After serving in the US Army for nearly three decades, the venerable American H-60 Black Hawk helicopter is set to retire as the assault chopper of the service branch under a multibillion-dollar program called the Future Long-Range Assault Aircraft (FLRAA). With the future of Army aviation on the line, everyone has different strong opinions on its incoming successor.

The FLRAA Program

In 2019, the Army’s Program Executive Office for Aviation revealed in an unclassified document the technical specifics of the FLRAA project, a part initiative of its Future Vertical Lift. The service looks forward to replacing all its existing helicopters by 2030—including the UH-60 Black Hawk. Accordingly, the Army wants its next-generation aircraft to have a top speed of 250-280 knots (over 285-320 miles per hour) compared to Black Hawk’s sub 200 mph speed performance. It also stated that it requires an unrefueled combat radius of up to 300 nautical miles, with a range threshold of at least 1,725 nmi and possibly up to 2,440 nmi.

Moreover, the Army requires the helicopter to accommodate up to 12 passengers in crash-resistant seats with a carrying capacity of up to 4,000 pounds and external cargo that could lug around 10,000 to 13,100 pounds. If possible, the service branch wants a chopper capable of operating in extreme weather and high-altitude environments without losing power.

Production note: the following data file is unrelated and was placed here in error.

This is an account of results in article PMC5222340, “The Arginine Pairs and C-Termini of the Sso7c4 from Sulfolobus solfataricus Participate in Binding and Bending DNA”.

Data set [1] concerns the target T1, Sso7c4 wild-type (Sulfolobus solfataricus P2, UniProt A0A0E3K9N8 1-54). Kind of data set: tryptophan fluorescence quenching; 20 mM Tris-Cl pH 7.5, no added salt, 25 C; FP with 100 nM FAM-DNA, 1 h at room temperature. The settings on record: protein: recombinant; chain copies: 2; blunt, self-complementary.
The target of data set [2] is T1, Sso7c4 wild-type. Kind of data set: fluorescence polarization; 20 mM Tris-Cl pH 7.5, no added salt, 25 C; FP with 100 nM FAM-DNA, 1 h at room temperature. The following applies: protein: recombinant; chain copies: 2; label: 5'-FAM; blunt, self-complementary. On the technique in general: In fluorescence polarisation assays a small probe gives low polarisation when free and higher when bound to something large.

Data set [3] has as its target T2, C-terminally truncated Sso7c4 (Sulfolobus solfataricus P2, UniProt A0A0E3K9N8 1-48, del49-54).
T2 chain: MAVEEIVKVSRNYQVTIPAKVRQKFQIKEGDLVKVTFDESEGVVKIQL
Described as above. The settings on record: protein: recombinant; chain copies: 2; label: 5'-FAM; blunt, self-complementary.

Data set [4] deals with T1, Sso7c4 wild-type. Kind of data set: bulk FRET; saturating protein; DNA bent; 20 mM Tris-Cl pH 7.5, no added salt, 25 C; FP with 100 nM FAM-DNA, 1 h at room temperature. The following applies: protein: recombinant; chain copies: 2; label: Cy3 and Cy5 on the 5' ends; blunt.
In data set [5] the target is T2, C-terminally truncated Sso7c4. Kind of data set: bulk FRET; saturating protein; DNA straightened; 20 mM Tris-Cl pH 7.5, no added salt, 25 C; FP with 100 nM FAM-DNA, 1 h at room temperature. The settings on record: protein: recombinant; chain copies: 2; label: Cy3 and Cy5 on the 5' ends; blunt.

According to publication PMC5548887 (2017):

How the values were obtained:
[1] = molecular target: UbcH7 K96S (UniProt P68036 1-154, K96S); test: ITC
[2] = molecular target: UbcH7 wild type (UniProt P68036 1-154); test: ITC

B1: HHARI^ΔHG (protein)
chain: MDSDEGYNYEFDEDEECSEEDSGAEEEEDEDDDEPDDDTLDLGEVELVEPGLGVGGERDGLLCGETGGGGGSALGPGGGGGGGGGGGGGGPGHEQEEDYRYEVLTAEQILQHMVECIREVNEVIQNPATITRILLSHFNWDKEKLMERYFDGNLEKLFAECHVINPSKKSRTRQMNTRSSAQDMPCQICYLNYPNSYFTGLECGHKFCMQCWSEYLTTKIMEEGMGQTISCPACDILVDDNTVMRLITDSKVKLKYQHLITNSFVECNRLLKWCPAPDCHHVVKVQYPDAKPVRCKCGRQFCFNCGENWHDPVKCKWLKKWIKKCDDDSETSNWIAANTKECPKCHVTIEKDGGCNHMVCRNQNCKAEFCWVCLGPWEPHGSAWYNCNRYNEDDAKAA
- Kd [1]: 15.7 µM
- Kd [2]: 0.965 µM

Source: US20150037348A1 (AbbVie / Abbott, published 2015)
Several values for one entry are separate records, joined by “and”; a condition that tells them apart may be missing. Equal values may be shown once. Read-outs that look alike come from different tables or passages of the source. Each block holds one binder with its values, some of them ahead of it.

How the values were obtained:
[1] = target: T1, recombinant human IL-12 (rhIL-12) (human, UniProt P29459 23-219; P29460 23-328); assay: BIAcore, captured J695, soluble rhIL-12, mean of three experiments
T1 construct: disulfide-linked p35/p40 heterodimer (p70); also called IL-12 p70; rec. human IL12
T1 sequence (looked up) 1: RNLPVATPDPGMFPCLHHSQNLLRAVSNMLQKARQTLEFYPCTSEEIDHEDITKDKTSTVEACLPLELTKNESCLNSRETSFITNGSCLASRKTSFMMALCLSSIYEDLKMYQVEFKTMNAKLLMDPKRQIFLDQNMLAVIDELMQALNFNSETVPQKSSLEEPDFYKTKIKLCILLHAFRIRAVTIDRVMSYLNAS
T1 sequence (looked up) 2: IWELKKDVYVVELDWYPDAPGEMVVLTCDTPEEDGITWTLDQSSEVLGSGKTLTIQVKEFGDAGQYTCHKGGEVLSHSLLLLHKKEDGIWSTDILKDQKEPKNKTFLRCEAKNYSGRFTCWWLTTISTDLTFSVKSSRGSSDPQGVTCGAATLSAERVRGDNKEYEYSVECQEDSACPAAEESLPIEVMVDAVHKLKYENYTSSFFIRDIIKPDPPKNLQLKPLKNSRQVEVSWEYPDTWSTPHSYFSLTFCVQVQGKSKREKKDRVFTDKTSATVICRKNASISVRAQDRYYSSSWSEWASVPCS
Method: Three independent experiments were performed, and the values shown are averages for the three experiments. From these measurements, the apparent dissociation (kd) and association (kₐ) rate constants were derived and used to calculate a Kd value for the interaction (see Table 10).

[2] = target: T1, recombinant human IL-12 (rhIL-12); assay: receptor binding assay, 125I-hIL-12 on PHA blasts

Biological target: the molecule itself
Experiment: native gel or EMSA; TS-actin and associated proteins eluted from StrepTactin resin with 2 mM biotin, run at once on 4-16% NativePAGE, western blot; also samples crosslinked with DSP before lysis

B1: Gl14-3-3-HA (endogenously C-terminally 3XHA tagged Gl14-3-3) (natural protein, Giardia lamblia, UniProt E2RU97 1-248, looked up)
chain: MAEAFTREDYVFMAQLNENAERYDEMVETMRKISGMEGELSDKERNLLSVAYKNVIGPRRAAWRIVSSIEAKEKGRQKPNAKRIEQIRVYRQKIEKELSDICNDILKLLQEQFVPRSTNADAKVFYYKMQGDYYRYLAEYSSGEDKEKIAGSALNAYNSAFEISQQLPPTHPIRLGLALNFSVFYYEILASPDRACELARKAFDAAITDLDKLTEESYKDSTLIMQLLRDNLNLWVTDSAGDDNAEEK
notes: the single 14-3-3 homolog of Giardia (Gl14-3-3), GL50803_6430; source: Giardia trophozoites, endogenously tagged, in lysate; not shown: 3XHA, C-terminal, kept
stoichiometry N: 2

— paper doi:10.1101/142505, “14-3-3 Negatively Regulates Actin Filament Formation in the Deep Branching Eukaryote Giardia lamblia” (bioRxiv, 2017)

The FLRAAs should also have a long-lasting service life, ideally around 50 years, with the help of future upgrades to “increase capability and maintain relevancy” as the technology moves along with time.

Among the manufacturers that bid for the project are Bell and Sirosky-Boeing, submitting their latest ongoing assault aircraft: the V-280 Valor and SB>1 Defiant, respectively.

Black Hawk’s Successor

Both contenders present advantages and disadvantages, and over time have gained fanatics and supporters who hoped to be chosen by the US Army. But in the end, only one of these submissions will be declared victorious, which the service finally unveiled earlier this week—the winner: Bell’s tiltrotor aircraft, the V-280 Valor.